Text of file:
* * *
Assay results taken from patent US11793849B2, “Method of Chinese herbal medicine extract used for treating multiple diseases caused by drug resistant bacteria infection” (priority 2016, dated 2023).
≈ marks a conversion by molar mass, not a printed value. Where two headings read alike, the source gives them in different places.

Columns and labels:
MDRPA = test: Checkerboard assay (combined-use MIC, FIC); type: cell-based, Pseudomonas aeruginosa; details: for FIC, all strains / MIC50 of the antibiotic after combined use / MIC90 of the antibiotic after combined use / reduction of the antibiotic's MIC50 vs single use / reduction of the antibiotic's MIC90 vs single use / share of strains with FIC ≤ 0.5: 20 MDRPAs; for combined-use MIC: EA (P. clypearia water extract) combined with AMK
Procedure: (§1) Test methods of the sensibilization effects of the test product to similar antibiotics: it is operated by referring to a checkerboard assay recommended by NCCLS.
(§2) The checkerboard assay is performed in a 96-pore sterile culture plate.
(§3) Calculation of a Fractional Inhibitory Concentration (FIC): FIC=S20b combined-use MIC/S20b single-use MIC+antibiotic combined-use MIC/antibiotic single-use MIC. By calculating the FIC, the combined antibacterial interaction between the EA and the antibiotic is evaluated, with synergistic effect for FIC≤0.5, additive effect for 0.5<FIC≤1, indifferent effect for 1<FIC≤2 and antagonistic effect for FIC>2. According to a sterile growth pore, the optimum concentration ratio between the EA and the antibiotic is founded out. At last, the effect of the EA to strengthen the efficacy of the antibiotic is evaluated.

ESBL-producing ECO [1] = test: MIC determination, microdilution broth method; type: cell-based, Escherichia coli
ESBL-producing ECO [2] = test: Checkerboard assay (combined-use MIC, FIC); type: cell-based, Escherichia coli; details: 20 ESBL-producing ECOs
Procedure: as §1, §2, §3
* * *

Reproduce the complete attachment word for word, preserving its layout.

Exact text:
Assay results taken from patent US11793849B2, “Method of Chinese herbal medicine extract used for treating multiple diseases caused by drug resistant bacteria infection” (priority 2016, dated 2023).
≈ marks a conversion by molar mass, not a printed value. Where two headings read alike, the source gives them in different places.

Columns and labels:
MDRPA = test: Checkerboard assay (combined-use MIC, FIC); type: cell-based, Pseudomonas aeruginosa; details: for FIC, all strains / MIC50 of the antibiotic after combined use / MIC90 of the antibiotic after combined use / reduction of the antibiotic's MIC50 vs single use / reduction of the antibiotic's MIC90 vs single use / share of strains with FIC ≤ 0.5: 20 MDRPAs; for combined-use MIC: EA (P. clypearia water extract) combined with AMK
Procedure: (§1) Test methods of the sensibilization effects of the test product to similar antibiotics: it is operated by referring to a checkerboard assay recommended by NCCLS.
(§2) The checkerboard assay is performed in a 96-pore sterile culture plate.
(§3) Calculation of a Fractional Inhibitory Concentration (FIC): FIC=S20b combined-use MIC/S20b single-use MIC+antibiotic combined-use MIC/antibiotic single-use MIC. By calculating the FIC, the combined antibacterial interaction between the EA and the antibiotic is evaluated, with synergistic effect for FIC≤0.5, additive effect for 0.5<FIC≤1, indifferent effect for 1<FIC≤2 and antagonistic effect for FIC>2. According to a sterile growth pore, the optimum concentration ratio between the EA and the antibiotic is founded out. At last, the effect of the EA to strengthen the efficacy of the antibiotic is evaluated.

ESBL-producing ECO [1] = test: MIC determination, microdilution broth method; type: cell-based, Escherichia coli
ESBL-producing ECO [2] = test: Checkerboard assay (combined-use MIC, FIC); type: cell-based, Escherichia coli; details: 20 ESBL-producing ECOs
Procedure: as §1, §2, §3